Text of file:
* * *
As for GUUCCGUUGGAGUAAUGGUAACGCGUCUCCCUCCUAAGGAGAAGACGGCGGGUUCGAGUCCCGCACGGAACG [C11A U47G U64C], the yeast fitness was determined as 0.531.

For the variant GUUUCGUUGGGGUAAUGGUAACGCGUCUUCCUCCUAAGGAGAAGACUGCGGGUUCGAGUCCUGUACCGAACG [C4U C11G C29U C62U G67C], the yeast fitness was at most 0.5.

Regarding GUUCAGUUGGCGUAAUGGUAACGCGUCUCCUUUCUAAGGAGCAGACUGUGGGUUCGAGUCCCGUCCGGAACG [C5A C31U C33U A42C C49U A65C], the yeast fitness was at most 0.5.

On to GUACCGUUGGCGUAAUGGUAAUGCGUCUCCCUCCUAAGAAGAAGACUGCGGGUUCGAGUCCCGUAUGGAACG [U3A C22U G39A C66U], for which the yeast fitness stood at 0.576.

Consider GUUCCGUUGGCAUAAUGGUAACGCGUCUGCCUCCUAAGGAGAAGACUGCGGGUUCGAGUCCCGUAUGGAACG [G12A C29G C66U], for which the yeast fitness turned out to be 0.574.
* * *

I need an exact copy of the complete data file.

As for GUUCCGUUGGAGUAAUGGUAACGCGUCUCCCUCCUAAGGAGAAGACGGCGGGUUCGAGUCCCGCACGGAACG [C11A U47G U64C], the yeast fitness was determined as 0.531.

For the variant GUUUCGUUGGGGUAAUGGUAACGCGUCUUCCUCCUAAGGAGAAGACUGCGGGUUCGAGUCCUGUACCGAACG [C4U C11G C29U C62U G67C], the yeast fitness was at most 0.5.

Regarding GUUCAGUUGGCGUAAUGGUAACGCGUCUCCUUUCUAAGGAGCAGACUGUGGGUUCGAGUCCCGUCCGGAACG [C5A C31U C33U A42C C49U A65C], the yeast fitness was at most 0.5.

On to GUACCGUUGGCGUAAUGGUAAUGCGUCUCCCUCCUAAGAAGAAGACUGCGGGUUCGAGUCCCGUAUGGAACG [U3A C22U G39A C66U], for which the yeast fitness stood at 0.576.

Consider GUUCCGUUGGCAUAAUGGUAACGCGUCUGCCUCCUAAGGAGAAGACUGCGGGUUCGAGUCCCGUAUGGAACG [G12A C29G C66U], for which the yeast fitness turned out to be 0.574.